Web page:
Engineers develop 'fish lane' for dam in Jiangxi
Updated: 2013-06-24 07:13
By Hou Liqiang in Xiajiang, Jiangxi (China Daily)
Engineers working on the Xiajiang Hydropower Project have designed a special "fish lane" to prevent migration patterns being affected by a dam on the Ganjiang River.
According to the plan, a 3-meter-deep open-air zigzag channel stretching 815 meters will be built into the dam, 155 km from Nanchang, the capital of Jiangxi province.
The zigzag design will reduce the gradient and water velocity, making it easier for the fish to swim upstream, said Liu Zubin, head of technology for the Xiajiang Hydropower Project team.
Man-made pools will also provide fish with places to rest along the channel, he said.
As the entrance to the channel is only 3 meters wide - the dam spans 874 meters - engineers have also included a guiding system that covers more than 100 meters.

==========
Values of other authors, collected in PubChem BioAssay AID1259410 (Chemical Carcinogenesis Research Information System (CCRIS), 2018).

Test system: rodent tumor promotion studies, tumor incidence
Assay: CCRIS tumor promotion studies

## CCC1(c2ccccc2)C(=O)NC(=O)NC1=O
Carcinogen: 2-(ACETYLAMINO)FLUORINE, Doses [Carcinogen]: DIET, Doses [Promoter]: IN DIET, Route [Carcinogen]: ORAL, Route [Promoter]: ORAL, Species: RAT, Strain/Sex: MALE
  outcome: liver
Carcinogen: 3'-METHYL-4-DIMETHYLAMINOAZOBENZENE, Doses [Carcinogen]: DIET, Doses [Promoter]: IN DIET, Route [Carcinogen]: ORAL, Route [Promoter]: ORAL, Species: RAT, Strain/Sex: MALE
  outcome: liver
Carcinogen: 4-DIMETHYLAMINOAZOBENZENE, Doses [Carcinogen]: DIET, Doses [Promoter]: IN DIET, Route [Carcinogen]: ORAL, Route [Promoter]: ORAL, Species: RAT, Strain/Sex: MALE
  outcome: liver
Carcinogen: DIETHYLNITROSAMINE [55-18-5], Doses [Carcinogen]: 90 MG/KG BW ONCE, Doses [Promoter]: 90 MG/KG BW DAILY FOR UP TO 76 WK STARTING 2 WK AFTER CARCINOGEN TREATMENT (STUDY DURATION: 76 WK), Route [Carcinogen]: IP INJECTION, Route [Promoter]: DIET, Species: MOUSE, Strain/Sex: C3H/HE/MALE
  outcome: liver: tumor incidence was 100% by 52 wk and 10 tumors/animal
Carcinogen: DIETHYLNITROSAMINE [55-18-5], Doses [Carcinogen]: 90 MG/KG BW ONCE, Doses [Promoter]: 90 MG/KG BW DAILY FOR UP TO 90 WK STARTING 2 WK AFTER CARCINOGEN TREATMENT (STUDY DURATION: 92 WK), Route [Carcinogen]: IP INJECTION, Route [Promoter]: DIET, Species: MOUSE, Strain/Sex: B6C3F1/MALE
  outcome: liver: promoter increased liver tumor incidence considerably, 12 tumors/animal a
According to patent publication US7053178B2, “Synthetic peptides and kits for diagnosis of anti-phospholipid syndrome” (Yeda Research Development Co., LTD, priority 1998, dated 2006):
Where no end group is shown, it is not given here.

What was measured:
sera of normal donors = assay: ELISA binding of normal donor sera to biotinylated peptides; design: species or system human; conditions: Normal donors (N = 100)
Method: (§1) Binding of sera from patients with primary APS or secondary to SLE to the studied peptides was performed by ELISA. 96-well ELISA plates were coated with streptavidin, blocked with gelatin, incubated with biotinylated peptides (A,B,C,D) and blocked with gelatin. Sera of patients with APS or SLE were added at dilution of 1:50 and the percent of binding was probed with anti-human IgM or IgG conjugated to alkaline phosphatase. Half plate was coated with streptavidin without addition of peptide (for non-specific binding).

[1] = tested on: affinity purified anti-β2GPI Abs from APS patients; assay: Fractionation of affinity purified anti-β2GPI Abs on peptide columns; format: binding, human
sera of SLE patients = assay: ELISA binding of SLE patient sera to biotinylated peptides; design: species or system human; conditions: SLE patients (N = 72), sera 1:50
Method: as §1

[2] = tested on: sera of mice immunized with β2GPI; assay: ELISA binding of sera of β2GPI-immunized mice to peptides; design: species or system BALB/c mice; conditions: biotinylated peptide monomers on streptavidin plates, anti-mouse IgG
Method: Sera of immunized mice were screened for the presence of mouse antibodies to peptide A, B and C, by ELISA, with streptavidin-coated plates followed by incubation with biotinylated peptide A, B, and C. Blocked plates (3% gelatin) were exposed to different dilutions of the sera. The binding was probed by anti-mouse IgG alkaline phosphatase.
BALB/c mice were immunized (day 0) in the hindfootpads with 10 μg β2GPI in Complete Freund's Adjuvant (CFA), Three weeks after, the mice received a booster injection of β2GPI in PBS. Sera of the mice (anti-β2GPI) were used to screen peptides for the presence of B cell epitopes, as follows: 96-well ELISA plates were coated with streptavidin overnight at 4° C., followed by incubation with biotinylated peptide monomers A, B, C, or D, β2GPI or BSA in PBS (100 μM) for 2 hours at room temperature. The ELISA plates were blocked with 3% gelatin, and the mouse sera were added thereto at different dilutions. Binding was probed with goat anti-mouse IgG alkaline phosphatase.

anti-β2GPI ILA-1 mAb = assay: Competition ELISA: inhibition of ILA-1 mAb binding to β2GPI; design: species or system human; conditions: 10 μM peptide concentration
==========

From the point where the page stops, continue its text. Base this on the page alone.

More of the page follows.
"Different fish have different habits," Liu explained. "The system will allow us to adjust water levels and flow velocity as needed to attract various fish and guide them through.
Chang Jianbo, director of the Institute of Hydroecology under the Ministry of Water Resources and Chinese Academy of Sciences, which consulted on the project, supported the introduction of a fish lane. However, he believed the deficiency of the fish lane lies in the fact that its entrance cannot be adjusted on different hydrological conditions.
The deficiency could only be made up by the guiding system, he said.
As well as the lane and guiding systems, a breeding station will be built and several million larvae will be released upstream and downstream to ensure the survival and quality of species.
The Xiajiang Hydro Project is on the narrowest part of the Guangjiang River. Work started in September 2009 and is scheduled to finish in August 2015. The fish lane is already under construction, Liu said.
According to Yao Yichen, deputy director of the construction headquarters, the project will enable Nanchang to prevent flooding.
The project will also generate 1,142 million kilowatt hours of electricity a year and offer passage for ships with a displacement of 1,000 metric tons.
(China Daily USA 06/24/2013 page7)